In the latter scenario, the meteoroid’s fragments will then simply free-fall to Earth in a “dark flight” period that can last several minutes, cooling them to frigid temperatures. When they finally hit the ground, we call them meteorites. Because they fall from such great heights, meteorites from a single large meteoroid can be strewn over a large area, making them hard to find.
Sometimes a metal detector can help. Although metal meteoroids are rarer than their rocky kin, meteorites that are mostly metal make up a larger share of the total that are found than you might expect. That’s in part because they’re more resistant to erosion, both during their atmospheric entry and their sojourn on the surface, so they last longer. And their greater durability also means they can be twisted into truly bizarre shapes, making them stand out. I have a few meteorites myself, and it’s the ones made of metal—mostly iron and nickel, with a smattering of other elements thrown in—that I love the most. They can be truly beautiful—the equal, in my opinion, of any precious gem.
And they have great scientific value, too. Meteorites are sourced from asteroids scattered across the solar system, which offers us a chance to study those remote bodies without having to send expensive spacecraft. Many are relatively unchanged since the birth of the solar system—some are even older than the planets themselves—and thus can help fill in these early chapters in our cosmic history. Much of what we know about how Earth formed, for instance, comes directly from studying meteorites.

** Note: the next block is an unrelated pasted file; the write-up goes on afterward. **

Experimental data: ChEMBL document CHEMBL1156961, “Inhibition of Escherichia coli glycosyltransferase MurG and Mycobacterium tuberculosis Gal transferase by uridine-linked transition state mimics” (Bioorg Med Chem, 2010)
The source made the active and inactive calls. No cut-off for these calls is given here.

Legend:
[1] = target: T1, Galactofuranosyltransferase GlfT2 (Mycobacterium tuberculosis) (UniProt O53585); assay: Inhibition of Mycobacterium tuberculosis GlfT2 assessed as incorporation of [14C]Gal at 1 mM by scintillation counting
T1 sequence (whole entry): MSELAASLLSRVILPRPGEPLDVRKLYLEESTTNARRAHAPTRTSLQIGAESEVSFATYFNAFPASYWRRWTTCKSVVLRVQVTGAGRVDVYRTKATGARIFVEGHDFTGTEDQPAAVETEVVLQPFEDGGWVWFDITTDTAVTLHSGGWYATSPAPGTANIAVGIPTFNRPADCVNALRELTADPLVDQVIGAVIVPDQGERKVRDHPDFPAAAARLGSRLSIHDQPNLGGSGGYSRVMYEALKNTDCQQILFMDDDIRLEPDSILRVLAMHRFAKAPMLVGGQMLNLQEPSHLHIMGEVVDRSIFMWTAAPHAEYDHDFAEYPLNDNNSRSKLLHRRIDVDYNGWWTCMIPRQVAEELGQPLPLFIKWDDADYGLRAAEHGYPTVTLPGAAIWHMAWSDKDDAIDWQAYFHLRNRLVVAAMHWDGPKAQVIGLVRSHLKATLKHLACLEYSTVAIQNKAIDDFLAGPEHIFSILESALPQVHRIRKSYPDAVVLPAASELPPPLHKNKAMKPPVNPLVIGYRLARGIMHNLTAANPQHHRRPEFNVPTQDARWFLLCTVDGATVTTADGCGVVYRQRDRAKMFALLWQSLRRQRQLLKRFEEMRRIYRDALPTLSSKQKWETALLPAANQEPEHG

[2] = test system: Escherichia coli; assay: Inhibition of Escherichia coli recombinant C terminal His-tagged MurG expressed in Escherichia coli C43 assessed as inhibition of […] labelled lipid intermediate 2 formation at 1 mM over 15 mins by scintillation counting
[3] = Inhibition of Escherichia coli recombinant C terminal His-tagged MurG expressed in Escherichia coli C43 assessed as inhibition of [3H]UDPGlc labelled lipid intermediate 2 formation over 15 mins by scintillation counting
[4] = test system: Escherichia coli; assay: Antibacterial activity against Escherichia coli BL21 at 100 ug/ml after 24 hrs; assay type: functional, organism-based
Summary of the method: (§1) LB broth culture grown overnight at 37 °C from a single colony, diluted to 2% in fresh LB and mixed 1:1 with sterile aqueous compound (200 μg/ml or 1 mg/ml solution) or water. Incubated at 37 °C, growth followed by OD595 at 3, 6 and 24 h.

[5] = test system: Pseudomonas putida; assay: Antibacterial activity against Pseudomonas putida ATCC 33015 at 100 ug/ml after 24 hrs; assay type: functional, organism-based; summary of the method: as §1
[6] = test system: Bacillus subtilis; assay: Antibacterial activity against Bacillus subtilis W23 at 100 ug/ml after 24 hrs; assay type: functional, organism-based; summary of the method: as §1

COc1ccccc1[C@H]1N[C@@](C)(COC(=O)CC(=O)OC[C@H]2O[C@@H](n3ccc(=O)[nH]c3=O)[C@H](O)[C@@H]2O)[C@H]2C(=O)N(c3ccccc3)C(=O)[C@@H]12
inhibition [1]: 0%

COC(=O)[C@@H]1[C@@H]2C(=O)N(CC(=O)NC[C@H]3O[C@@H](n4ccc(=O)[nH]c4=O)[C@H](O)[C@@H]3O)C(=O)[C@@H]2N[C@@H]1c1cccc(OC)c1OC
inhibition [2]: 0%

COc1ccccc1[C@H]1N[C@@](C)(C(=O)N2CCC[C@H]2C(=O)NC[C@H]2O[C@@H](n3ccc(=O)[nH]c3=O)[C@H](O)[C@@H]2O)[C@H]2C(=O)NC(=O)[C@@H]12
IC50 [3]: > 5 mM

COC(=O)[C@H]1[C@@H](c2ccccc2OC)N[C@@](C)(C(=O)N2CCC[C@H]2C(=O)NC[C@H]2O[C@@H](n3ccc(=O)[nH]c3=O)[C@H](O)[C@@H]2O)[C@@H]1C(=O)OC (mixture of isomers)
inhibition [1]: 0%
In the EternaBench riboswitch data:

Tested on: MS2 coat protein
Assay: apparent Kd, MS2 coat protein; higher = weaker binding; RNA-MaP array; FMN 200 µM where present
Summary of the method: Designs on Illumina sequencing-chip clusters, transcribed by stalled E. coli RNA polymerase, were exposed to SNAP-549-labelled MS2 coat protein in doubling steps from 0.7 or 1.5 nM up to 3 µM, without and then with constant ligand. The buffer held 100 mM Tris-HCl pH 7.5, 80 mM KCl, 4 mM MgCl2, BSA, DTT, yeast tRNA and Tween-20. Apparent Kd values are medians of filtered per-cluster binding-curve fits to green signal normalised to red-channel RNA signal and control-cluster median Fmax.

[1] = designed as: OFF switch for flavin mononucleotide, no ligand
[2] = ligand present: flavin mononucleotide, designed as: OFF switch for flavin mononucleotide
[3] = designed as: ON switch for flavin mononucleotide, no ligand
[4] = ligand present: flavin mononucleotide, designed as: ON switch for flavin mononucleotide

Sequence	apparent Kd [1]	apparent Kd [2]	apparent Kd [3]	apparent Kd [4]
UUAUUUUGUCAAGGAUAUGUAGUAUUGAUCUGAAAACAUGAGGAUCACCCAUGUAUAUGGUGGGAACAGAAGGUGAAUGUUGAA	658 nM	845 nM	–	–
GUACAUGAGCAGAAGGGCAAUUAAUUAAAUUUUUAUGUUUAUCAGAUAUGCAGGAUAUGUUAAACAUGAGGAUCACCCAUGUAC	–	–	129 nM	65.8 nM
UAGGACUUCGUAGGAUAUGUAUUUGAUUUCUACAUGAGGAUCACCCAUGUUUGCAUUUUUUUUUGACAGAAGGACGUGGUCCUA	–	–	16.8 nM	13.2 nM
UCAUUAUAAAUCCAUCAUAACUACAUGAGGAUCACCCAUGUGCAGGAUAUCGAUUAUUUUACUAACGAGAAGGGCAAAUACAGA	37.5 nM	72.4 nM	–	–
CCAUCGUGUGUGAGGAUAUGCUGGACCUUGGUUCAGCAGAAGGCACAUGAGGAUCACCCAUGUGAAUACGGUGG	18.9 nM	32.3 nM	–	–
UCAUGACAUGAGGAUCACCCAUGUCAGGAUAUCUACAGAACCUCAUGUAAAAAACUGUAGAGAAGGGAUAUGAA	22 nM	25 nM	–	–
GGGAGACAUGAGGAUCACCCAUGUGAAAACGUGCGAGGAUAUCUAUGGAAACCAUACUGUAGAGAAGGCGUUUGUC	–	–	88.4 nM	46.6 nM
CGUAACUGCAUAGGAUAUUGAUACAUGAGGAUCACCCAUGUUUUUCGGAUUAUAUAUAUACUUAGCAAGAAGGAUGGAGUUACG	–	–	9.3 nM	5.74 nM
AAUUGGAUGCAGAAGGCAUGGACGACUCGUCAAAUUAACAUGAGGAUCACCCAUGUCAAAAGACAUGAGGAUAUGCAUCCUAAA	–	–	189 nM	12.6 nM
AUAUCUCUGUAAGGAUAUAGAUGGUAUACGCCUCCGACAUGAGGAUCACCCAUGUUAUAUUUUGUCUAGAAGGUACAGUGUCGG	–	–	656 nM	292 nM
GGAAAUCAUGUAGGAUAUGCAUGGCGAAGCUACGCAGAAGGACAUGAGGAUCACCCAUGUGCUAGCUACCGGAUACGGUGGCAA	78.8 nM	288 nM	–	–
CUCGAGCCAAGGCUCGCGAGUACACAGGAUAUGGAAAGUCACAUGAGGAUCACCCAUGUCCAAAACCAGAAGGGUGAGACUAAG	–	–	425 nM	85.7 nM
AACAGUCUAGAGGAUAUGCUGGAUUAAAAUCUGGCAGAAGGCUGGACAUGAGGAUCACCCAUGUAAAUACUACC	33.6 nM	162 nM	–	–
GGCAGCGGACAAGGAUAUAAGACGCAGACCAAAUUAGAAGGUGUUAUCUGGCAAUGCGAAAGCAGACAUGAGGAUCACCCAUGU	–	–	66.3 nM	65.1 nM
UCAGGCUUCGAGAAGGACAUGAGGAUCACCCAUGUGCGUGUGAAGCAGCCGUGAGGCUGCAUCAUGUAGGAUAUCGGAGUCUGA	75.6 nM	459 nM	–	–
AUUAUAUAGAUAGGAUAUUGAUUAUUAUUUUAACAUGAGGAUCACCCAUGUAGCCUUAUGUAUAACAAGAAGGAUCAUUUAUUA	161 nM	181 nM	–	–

Meteor showers, on the other hand, come from bits of rock shed from comets. When Earth plows through these debris clouds, we can see many meteors, and because of perspective, they all appear to radiate from one point in the sky. These chunks tend to be small and fragile, and they don’t survive long enough to hit the ground. Showers come at fairly predictable times every year, so they can be a reliable source of astronomical joy.
If you’re able, the next time you’re out in a dark spot on a moonless night, be on the lookout for these ephemeral cosmic visitors. You don’t have to make a wish: just keep your eyes open, your head up and your sense of wonder at the ready.